US reinforcements sent to hold Afghan gains

The United States plans to send 1,400 more Marines to Afghanistan to try to hold on to recent but fragile security gains, just months before a planned US drawdown, The Wall Street Journal reported yesterday.

Violence is at its worst in Afghanistan with record casualties on all sides of the conflict. The insurgency is also spreading out of traditional strongholds in the south and east into once-peaceful areas in the north and west.

A review by President Barack Obama last month found US and Nato forces were making headway against the Taliban and al-Qa'ida but added that serious challenges remained. It said the Taliban's momentum had been arrested in much of Afghanistan and reversed in some areas. The review also said the United States was on track to begin a gradual withdrawal of its troops – now numbering about 100,000 in a total foreign force of 150,000 – from July 2011.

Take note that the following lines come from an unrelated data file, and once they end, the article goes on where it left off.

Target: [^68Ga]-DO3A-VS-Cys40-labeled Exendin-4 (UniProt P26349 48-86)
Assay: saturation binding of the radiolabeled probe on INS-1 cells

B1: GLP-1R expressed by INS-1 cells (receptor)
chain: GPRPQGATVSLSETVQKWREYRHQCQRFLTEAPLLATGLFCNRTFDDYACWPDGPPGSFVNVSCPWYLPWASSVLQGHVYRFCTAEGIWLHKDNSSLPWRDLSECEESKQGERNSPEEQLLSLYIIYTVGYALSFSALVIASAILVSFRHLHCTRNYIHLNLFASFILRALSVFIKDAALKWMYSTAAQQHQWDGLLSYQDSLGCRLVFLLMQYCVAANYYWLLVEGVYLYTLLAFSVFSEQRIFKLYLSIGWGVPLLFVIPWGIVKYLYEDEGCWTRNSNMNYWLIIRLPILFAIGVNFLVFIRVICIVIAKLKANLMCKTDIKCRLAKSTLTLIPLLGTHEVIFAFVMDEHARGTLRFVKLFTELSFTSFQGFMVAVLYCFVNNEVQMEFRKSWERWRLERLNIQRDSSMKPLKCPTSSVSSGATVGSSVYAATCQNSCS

"The Marine battalion could start arriving on the ground as early as mid-January. The forces would mostly be deployed in the south, around Kandahar, where the US has concentrated troops over the past several months," The Wall Street Journal said, citing unnamed officials.

A boost in combat troop numbers, even if only temporary, could face opposition with members of President Obama's Democratic Party, the majority of whom are keen to see troops start coming home.